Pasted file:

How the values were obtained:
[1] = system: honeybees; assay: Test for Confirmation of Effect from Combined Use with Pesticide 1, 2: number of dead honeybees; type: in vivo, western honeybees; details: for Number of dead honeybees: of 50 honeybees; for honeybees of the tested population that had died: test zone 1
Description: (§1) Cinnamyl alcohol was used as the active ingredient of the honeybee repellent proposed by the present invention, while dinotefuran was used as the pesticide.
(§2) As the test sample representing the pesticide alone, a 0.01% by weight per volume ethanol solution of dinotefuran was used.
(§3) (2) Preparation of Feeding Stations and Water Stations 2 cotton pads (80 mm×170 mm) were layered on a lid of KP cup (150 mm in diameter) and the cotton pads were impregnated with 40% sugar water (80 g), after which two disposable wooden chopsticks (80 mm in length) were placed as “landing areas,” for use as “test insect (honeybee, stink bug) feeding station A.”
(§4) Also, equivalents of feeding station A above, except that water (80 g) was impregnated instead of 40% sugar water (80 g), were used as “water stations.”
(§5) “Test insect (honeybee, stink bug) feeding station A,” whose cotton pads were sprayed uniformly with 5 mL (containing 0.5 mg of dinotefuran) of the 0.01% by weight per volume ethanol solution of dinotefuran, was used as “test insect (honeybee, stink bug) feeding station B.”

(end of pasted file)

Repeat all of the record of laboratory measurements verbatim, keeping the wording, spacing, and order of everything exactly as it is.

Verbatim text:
How the values were obtained:
[1] = system: honeybees; assay: Test for Confirmation of Effect from Combined Use with Pesticide 1, 2: number of dead honeybees; type: in vivo, western honeybees; details: for Number of dead honeybees: of 50 honeybees; for honeybees of the tested population that had died: test zone 1
Description: (§1) Cinnamyl alcohol was used as the active ingredient of the honeybee repellent proposed by the present invention, while dinotefuran was used as the pesticide.
(§2) As the test sample representing the pesticide alone, a 0.01% by weight per volume ethanol solution of dinotefuran was used.
(§3) (2) Preparation of Feeding Stations and Water Stations 2 cotton pads (80 mm×170 mm) were layered on a lid of KP cup (150 mm in diameter) and the cotton pads were impregnated with 40% sugar water (80 g), after which two disposable wooden chopsticks (80 mm in length) were placed as “landing areas,” for use as “test insect (honeybee, stink bug) feeding station A.”
(§4) Also, equivalents of feeding station A above, except that water (80 g) was impregnated instead of 40% sugar water (80 g), were used as “water stations.”
(§5) “Test insect (honeybee, stink bug) feeding station A,” whose cotton pads were sprayed uniformly with 5 mL (containing 0.5 mg of dinotefuran) of the 0.01% by weight per volume ethanol solution of dinotefuran, was used as “test insect (honeybee, stink bug) feeding station B.”